2009 Homework Assignment (compare with geometry of Wankel engine)& Bean Curve

Coracles vary in design, as they are tailored to the river conditions where they are intended to be used. In general there is one design per river, but this is not always the case.

Quranic Reference to Vessels, Ships, Ark, Orbits, Boats/Coracles & Orbits

Walnut Halve Shell, Vietnamese Coracle
 (Watercraft, Ship, Naval Application),
Boat Hull, Whole Walnut (note flange)

The Teifi coracle, for example, is flat-bottomed to negotiate shallow rapids, common on the river in the summer, while the Carmarthen coracle is rounder and deeper, better suited to negotiate the tidal waters on the Tywi, where there are no rapids.

Traditional Teifi coracles are made from locally harvested wood — willow for the lats (body of the boat), hazel for the weave (Y bleth in Welsh — the bit round the top) — while Tywi coracles have been made traditionally made of sawn ash.

Teifi coracles use no nails, and rely on interweaving the lats for structural coherence (see 'cracking open an alien spaceship'), while the Carmarthen ones use copper nails and no interweaving.

Modern working coracle boats are made of fiberglass.

The general idea for integrating the conepts above:
(2-D representation from 3-D or higher dimensional equivalents involve orthonormal projection, reflection, translation, etc. to conceptualize real-world equivalents which may account for why UFO witnesses percieve the craft morphing/transfigures when it impinges on Earth's airspace).

Proportions Based on a Kernel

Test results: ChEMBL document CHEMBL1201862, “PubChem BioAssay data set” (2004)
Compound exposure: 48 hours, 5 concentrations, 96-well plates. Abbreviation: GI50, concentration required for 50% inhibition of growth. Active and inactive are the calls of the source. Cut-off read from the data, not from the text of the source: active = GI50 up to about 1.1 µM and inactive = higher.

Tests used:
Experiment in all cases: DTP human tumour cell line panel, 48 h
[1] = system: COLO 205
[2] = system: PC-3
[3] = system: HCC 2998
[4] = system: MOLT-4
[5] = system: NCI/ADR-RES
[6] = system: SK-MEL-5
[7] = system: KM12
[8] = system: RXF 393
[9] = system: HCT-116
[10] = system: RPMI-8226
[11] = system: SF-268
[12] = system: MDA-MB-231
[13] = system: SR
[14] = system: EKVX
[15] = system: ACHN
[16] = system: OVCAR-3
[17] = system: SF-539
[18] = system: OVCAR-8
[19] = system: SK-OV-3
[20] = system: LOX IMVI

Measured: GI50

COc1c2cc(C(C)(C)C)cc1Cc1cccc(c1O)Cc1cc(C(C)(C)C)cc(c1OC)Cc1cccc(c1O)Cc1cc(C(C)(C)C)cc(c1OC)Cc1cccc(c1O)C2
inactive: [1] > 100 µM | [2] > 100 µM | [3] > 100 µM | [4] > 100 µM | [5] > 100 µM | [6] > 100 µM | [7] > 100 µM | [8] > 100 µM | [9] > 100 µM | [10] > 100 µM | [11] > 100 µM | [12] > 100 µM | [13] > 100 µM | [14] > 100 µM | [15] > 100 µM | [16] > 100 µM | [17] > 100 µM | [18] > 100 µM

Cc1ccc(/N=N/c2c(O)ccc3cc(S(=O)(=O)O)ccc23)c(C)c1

Walnut Shell Cross Section vs
Wankel Engine (note Reuleux Triangle)
While the coracle resembles the shape of a half walnut shell, the cross-section of a walnut shell is characteristic of the compression chamber of the Wankel rotary engine.

In the basic single-rotor Wankel engine, the oval-like epitrochoid-shaped housing surrounds a rotor which is triangular with bow-shaped flanks (reminiscent of the Reuleaux triangle, a three-pointed curve of constant width, but with the bulge in the middle of each side a bit more flattened).

In the Wankel engine, the expansion phase of the cycle is much longer than that of the Otto cycle, and the four strokes of a typical Otto cycle occur in the space between a 3-sided symmetric rotor and inside the housing.

The central drive shaft, called the eccentric shaft or E-shaft, passes through the center of the rotor and is supported by a fixed bearing.

The shaft turns 3 times for each rotation of the rotor around the lobe and once for each orbital revolution around the eccentric shaft.

The Wankel engine cycle is shown in the diagram below.

In the diagram above:
The "A" marks one of the three apexes of the rotor
The "B" marks the eccentric shaft and
And the “white portion” is the lobe of the eccentric shaft

The Wankel engine is actually a variable-volume progressing-cavity system. There are 3 cavities per housing, all repeating the same cycle.